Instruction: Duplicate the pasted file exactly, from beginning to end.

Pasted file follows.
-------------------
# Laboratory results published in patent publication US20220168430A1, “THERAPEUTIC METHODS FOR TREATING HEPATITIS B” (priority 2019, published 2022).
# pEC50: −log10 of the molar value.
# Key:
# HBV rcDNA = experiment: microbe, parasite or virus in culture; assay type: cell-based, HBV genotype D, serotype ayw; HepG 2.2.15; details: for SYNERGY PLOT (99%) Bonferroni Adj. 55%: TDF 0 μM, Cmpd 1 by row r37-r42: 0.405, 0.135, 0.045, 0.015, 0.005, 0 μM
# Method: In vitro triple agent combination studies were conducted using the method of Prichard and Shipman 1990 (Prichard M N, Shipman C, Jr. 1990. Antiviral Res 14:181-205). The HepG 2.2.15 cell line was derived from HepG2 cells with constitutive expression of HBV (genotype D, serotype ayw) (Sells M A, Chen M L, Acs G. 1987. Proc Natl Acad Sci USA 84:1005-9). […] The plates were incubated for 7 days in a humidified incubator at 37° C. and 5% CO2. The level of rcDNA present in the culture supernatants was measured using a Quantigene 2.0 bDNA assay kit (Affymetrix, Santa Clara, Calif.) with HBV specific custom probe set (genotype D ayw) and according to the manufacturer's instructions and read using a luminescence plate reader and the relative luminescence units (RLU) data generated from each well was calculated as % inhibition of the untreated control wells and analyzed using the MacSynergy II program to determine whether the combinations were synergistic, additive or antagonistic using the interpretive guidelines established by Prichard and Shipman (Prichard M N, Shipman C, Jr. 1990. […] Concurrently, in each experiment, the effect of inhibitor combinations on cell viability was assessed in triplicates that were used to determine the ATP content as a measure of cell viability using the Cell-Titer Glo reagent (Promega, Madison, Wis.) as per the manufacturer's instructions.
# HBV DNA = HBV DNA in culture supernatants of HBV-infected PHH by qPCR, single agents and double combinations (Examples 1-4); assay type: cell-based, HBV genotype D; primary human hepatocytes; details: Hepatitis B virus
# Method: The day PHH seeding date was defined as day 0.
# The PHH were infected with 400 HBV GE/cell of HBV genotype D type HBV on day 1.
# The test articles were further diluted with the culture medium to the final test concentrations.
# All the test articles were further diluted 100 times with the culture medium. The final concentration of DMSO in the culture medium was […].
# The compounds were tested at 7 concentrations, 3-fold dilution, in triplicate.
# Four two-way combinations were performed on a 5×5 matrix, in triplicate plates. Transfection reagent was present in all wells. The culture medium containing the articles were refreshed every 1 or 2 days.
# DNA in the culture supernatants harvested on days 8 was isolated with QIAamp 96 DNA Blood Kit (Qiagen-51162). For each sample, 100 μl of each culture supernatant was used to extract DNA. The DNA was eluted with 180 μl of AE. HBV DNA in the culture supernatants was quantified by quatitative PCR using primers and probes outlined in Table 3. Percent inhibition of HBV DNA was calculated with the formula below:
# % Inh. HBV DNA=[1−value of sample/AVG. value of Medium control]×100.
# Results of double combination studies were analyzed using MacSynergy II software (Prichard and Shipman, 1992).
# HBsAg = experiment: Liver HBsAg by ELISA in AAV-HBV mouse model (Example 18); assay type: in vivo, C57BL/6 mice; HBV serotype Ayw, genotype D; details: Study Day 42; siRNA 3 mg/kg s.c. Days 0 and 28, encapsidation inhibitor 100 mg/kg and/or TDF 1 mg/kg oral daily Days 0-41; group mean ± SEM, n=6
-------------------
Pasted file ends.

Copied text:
# Laboratory results published in patent publication US20220168430A1, “THERAPEUTIC METHODS FOR TREATING HEPATITIS B” (priority 2019, published 2022).
# pEC50: −log10 of the molar value.
# Key:
# HBV rcDNA = experiment: microbe, parasite or virus in culture; assay type: cell-based, HBV genotype D, serotype ayw; HepG 2.2.15; details: for SYNERGY PLOT (99%) Bonferroni Adj. 55%: TDF 0 μM, Cmpd 1 by row r37-r42: 0.405, 0.135, 0.045, 0.015, 0.005, 0 μM
# Method: In vitro triple agent combination studies were conducted using the method of Prichard and Shipman 1990 (Prichard M N, Shipman C, Jr. 1990. Antiviral Res 14:181-205). The HepG 2.2.15 cell line was derived from HepG2 cells with constitutive expression of HBV (genotype D, serotype ayw) (Sells M A, Chen M L, Acs G. 1987. Proc Natl Acad Sci USA 84:1005-9). […] The plates were incubated for 7 days in a humidified incubator at 37° C. and 5% CO2. The level of rcDNA present in the culture supernatants was measured using a Quantigene 2.0 bDNA assay kit (Affymetrix, Santa Clara, Calif.) with HBV specific custom probe set (genotype D ayw) and according to the manufacturer's instructions and read using a luminescence plate reader and the relative luminescence units (RLU) data generated from each well was calculated as % inhibition of the untreated control wells and analyzed using the MacSynergy II program to determine whether the combinations were synergistic, additive or antagonistic using the interpretive guidelines established by Prichard and Shipman (Prichard M N, Shipman C, Jr. 1990. […] Concurrently, in each experiment, the effect of inhibitor combinations on cell viability was assessed in triplicates that were used to determine the ATP content as a measure of cell viability using the Cell-Titer Glo reagent (Promega, Madison, Wis.) as per the manufacturer's instructions.
# HBV DNA = HBV DNA in culture supernatants of HBV-infected PHH by qPCR, single agents and double combinations (Examples 1-4); assay type: cell-based, HBV genotype D; primary human hepatocytes; details: Hepatitis B virus
# Method: The day PHH seeding date was defined as day 0.
# The PHH were infected with 400 HBV GE/cell of HBV genotype D type HBV on day 1.
# The test articles were further diluted with the culture medium to the final test concentrations.
# All the test articles were further diluted 100 times with the culture medium. The final concentration of DMSO in the culture medium was […].
# The compounds were tested at 7 concentrations, 3-fold dilution, in triplicate.
# Four two-way combinations were performed on a 5×5 matrix, in triplicate plates. Transfection reagent was present in all wells. The culture medium containing the articles were refreshed every 1 or 2 days.
# DNA in the culture supernatants harvested on days 8 was isolated with QIAamp 96 DNA Blood Kit (Qiagen-51162). For each sample, 100 μl of each culture supernatant was used to extract DNA. The DNA was eluted with 180 μl of AE. HBV DNA in the culture supernatants was quantified by quatitative PCR using primers and probes outlined in Table 3. Percent inhibition of HBV DNA was calculated with the formula below:
# % Inh. HBV DNA=[1−value of sample/AVG. value of Medium control]×100.
# Results of double combination studies were analyzed using MacSynergy II software (Prichard and Shipman, 1992).
# HBsAg = experiment: Liver HBsAg by ELISA in AAV-HBV mouse model (Example 18); assay type: in vivo, C57BL/6 mice; HBV serotype Ayw, genotype D; details: Study Day 42; siRNA 3 mg/kg s.c. Days 0 and 28, encapsidation inhibitor 100 mg/kg and/or TDF 1 mg/kg oral daily Days 0-41; group mean ± SEM, n=6